Author Gordon Chang told Newsmax TV that China has recently been flexing its military and economic muscles against the United States because they know President-elect Donald Trump isn’t going to be like any other American leader in recent memory.
China recently fined U.S. automaker General Motors Co.'s joint venture 201 million yuan ($29 million) for monopolistic pricing, China’s state television reported on Friday, ending speculation after an official warned of penalties against a U.S. carmaker, Reuters reported.
The fine follows comments by Trump questioning the "One China" policy and his naming of Peter Navarro, a hardliner on trade with China, as a trade adviser, although there is no evidence that the penalty is a form of retaliation. China’s has raised fears that China could be seizing on the case to send a shot across the bow of the incoming U.S. administration.
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“They're trying to make as much advance as they can before Trump takes over on Jan. 20 because he is going to change things in ways that they don't like," he told Bill Tucker on “The Steve Malzberg Show.”
"We've had this current approach to China, which has been the one we've employed for the last four decades and recently hasn't been serving the international community or the United States well and the Chinese I think are very concerned that there's going to be this new sheriff in town,” said Chang, author of "The Coming Collapse of China."
The GM fine also highlights strained China-U.S. relations that have gotten tense after Trump proposed placing tariffs on Chinese goods. A Communist Party newspaper last month said a “tit for tat” retaliation could follow proposals by Trump for tariffs on the world’s largest trading nation, which had $627 billion in U.S. trade in 2015.
Chang thought China’s move against GM was puzzling.
“The last thing that China should be doing is trying to make itself an unreliable members of global supply chains, especially with all the money flowing out of the country, perhaps a trillion dollars in 2015, according to Blomberg, and perhaps almost as much this year. China is just not getting foreign investment,” he said.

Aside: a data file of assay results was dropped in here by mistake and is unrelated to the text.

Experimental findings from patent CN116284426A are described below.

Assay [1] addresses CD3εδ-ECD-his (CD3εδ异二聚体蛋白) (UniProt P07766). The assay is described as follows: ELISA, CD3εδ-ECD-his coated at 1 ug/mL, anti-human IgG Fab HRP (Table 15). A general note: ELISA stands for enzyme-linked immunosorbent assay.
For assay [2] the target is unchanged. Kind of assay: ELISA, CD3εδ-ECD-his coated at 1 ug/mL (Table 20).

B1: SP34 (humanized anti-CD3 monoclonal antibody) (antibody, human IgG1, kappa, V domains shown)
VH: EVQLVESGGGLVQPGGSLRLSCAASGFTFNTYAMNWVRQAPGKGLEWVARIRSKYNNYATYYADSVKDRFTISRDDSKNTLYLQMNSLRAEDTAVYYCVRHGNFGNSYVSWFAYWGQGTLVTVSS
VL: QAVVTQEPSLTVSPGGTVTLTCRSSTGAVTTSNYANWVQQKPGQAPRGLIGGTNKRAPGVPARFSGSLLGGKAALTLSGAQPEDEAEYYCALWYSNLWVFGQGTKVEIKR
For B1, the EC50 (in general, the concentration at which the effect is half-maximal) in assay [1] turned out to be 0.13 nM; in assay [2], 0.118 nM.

“They're doing a number of things like restricting outbound payments. So people are not going to want to put their money in, so the last thing they should be doing is finding American or any company, for that matter, and especially you've got remember hi was a fine for anti-monopolistic practices, specifically setting minimum prices for cars.”
For his part, Trump said in a “Fox News Sunday” interview earlier this month that the One-China policy regarding Taiwan will hinge on cutting a better deal on trade. He told a crowd in Iowa last week that China would soon have to “play by the rules.”
Chang explained that China has much more to lose than America.
“It's got an economy that's not growing at the 6.7 percent that they claim, it's probably half that. But the real issue here is they're creating debt. Even if it's growing 6.7 percent, which is not, it's creating debt five times faster than incremental GDP, which means now they need somebody to blame and as we've seen, General Motors is their most recent target," Chang said.
"But they're trying to close up their economy, they're trying to kick out the foreigners, and you know Donald Trump is not going to let them do that. One of the first things that he did was appoint Peter Navarro to be the first head of his National Trade Council and they're going to go after China,” Chang said.
“China really needs the U.S. market, much more than we need them. We can buy our shoes, our toys, our everything from Guatemala but they can't replace the U.S. market. They understand that. They're going to huff and puff and that means Donald Trump really has a lot of cards in his hands when he wants to play it," Chang said. "Up to now, American presidents haven't wanted to do that but Trump is very different. He's breaking the molds in all different directions. He's going to break this one as well,” Chang predicted.
“What we have to be concerned is the trajectory of Chinese actions, which over the last five, six years have become more aggressive, more provocative, more belligerent and there's been relatively little push back," he said. "There wasn't much push back from the Bush administration, there wasn't enough push back from the current one, and so the Chinese think they can do anything that they want and that's why we've had much more troubled relations with Beijing recently,” he said.
“Trump I think is going to change that. I can't guarantee that he'll make things better, but if you were to continue the current approaches, we'd be guaranteed to failure so at least change is the precondition, the one necessary precondition for a better relationship with Beijing.”
(Newsmax wire services contributed to this report).
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